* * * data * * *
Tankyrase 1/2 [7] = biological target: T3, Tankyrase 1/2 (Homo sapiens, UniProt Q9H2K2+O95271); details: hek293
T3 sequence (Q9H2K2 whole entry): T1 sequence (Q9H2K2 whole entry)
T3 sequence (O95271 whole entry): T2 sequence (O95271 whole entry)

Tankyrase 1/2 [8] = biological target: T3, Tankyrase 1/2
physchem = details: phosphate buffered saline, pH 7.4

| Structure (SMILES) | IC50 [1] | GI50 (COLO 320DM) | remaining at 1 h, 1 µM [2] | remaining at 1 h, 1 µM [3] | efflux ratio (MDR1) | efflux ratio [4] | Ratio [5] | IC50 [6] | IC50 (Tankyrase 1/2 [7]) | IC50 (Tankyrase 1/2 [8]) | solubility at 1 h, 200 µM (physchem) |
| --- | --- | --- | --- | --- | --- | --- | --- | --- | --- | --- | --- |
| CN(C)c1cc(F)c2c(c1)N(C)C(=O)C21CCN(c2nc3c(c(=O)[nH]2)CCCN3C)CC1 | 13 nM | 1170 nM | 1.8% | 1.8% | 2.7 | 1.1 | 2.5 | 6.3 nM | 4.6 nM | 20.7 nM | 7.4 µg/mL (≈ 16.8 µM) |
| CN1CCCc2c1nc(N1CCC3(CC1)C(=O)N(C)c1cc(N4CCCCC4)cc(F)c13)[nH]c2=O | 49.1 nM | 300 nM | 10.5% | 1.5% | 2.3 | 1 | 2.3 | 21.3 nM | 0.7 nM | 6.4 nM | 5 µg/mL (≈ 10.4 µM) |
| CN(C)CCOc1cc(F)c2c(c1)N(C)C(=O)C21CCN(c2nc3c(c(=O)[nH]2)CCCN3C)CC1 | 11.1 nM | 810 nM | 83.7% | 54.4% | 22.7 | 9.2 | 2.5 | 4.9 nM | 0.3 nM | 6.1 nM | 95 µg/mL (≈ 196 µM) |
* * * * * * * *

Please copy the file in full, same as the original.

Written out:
Tankyrase 1/2 [7] = biological target: T3, Tankyrase 1/2 (Homo sapiens, UniProt Q9H2K2+O95271); details: hek293
T3 sequence (Q9H2K2 whole entry): T1 sequence (Q9H2K2 whole entry)
T3 sequence (O95271 whole entry): T2 sequence (O95271 whole entry)

Tankyrase 1/2 [8] = biological target: T3, Tankyrase 1/2
physchem = details: phosphate buffered saline, pH 7.4

| Structure (SMILES) | IC50 [1] | GI50 (COLO 320DM) | remaining at 1 h, 1 µM [2] | remaining at 1 h, 1 µM [3] | efflux ratio (MDR1) | efflux ratio [4] | Ratio [5] | IC50 [6] | IC50 (Tankyrase 1/2 [7]) | IC50 (Tankyrase 1/2 [8]) | solubility at 1 h, 200 µM (physchem) |
| --- | --- | --- | --- | --- | --- | --- | --- | --- | --- | --- | --- |
| CN(C)c1cc(F)c2c(c1)N(C)C(=O)C21CCN(c2nc3c(c(=O)[nH]2)CCCN3C)CC1 | 13 nM | 1170 nM | 1.8% | 1.8% | 2.7 | 1.1 | 2.5 | 6.3 nM | 4.6 nM | 20.7 nM | 7.4 µg/mL (≈ 16.8 µM) |
| CN1CCCc2c1nc(N1CCC3(CC1)C(=O)N(C)c1cc(N4CCCCC4)cc(F)c13)[nH]c2=O | 49.1 nM | 300 nM | 10.5% | 1.5% | 2.3 | 1 | 2.3 | 21.3 nM | 0.7 nM | 6.4 nM | 5 µg/mL (≈ 10.4 µM) |
| CN(C)CCOc1cc(F)c2c(c1)N(C)C(=O)C21CCN(c2nc3c(c(=O)[nH]2)CCCN3C)CC1 | 11.1 nM | 810 nM | 83.7% | 54.4% | 22.7 | 9.2 | 2.5 | 4.9 nM | 0.3 nM | 6.1 nM | 95 µg/mL (≈ 196 µM) |